Same with American Express. I couldn't believe that such a well known brand whose entire value proposition is great customer service has a "call to cancel" process. I hope it dies.Reply
Since I live in California, which has a “click to subscribe means you must have click to cancel” regulation, this isn’t an issue for me. After the New York Times published their inaccurate hit piece attacking Scott Alexander and Slate Star Codex/Astral Codex Ten, I was able to cancel online just clicking my way through.
I now subscribe to The Wall Street Journal, which looks to be the most neutral newspaper right now. Being a California resident, I have a special “California only” cancel button on my user control panel.Reply
Good middle finger -> WSJReply
AT&T is offensively in trouble here. Not only can't you cancel easily on the web, you can't even go into their stores to cancel either. Finally, after 45+ minutes on the phone, they have a habit of hanging up on you. It's now happened to me twice within a month of each other.
The FTC better have some real teeth here.Reply
I might cancel my gym membership, and re-join online just to make sure I can use this if I need to.Reply
“Click to subscribe, mail to cancel”. would be more efficient.Reply
Around here (Long Island, NY), Cablevision was notorious for the "crazy, desperate ex" approach.
In order to cancel the service, you had to call them, and they would connect you to a "retention specialist."
They would beg, wheedle, lie, manipulate, even threaten.
I remember when I changed from them to Verizon, I had to hang up on the guy.Reply
I use Privacy.com and generate virtual credit card numbers. I cancel the credit card at the time of canceling the service (or at least trying to cancel the service).Reply
I give them a card I grab from privacy.com that has a set amount, when I want to cancel, I set the card's amount to zero. They fail to charge it after a few attempts. The end.Reply
Next, I'd like a law that requires every service that serves ad's to also have a paid no-ad option.Reply
I wouldn't get your hopes up too much. It has been illegal in Europe/the Netherlands for years, however it is not enforced at all. Most newspapers don't let you cancel without calling them, having to deal with sales people trying to convince you to keep your subscription.Reply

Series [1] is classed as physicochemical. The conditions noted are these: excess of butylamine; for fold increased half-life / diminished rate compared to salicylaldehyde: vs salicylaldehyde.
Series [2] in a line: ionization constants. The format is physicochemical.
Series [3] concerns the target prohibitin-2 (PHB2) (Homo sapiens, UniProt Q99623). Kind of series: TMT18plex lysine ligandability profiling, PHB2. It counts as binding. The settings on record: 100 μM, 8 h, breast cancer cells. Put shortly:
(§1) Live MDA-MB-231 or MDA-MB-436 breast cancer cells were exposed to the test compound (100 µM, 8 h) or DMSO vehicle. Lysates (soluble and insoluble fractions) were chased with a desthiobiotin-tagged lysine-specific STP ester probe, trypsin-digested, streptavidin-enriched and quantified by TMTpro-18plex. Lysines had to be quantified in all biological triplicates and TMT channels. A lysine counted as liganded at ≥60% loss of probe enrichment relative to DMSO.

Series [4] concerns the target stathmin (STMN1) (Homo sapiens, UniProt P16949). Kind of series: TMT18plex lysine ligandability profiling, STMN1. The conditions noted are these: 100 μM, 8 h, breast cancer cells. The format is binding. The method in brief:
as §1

This is amazing.
I wanted to delete a bunch of services I had passwords for in 1Password. A significant number of them couldn't be cancelled online. You couldn't even call. You had to email to ask for a cancellation. This, in effect, meant that they held your data hostage.
Of course, this means nothing if fees aren't associated with non-compliance.Reply
This is fantastic, I am still bitter from having to wait on the phone for 45 minutes to cancel my NYT subscription, only to have an argument with the poor call-center employee about how I was really resolved to cancel the subscription.Reply
I dealt with "fax to cancel" I think as recently as 2018.
The wackiness is almost expectedReply
One click cancel link should be required to be given for every subscription.Reply
I have a $1 iCloud subscription on an old iCloud account I no longer use. I could not cancel the subscription from a browser, so I called apple, and was told I have to do it from an apple device. The problem is I no longer have an apple device. Ultimately they escalated the problem, but I never received a call back.Reply
I just went to cancel my daughter's literati subscription because the books aren't a good fit right now. I was going to keep my son's, but they made me do an online chat to cancel, so I canceled both.Reply
Vonage is notorious for not only preventing people from canceling online but making it hell to cancel over the phone. They frustrate people trying to port numbers and charge ludicrous cancellation and other fees. Totally extortionate and predatory behavior. I hope all customers become aware of these practices.Reply
I had to cancel my gym membership because I was moving, and it required me to send a physical letter. I did this, but found out later that somehow I owed like 2 dollars, so they didn’t count my cancellation request because my account wasn’t up to date (should be illegal). They continued to bill me the entire membership fee, but my credit card had changed, so they sent my account to a collections agency. Right when I was trying to get a mortgage to buy a house. Cost me hundreds of dollars and much more in annoyance. Thanks The Edge for doing that to your previously loyal customer! It ought to be a law that once a customer informs you via email, text, phone or mail (and all must be easily found) subscription services can no longer accrue new charges.Reply
…and collectively billions of hours of wasted time are returned to consumers everywhere.
Generally though, we really need some efficient mechanism for saying “hell no” to new things that are clearly anti-consumer, instead of letting them be conceived, implemented, and insufferable for years before anything can be done.Reply
Nothing is easier than mailing a letter. You don’t even need a router for it!
Simply click to subscribe and mail us a letter of intent to cancel when you want. Of course it will take us 60 days to process mail and if your handwriting isn’t great we might not be able to read your account number.
To access your account number, simply log in and click the lower right hand side of the page 5 times while holding the shift key down. If your account number doesn’t show up, call tech support.Reply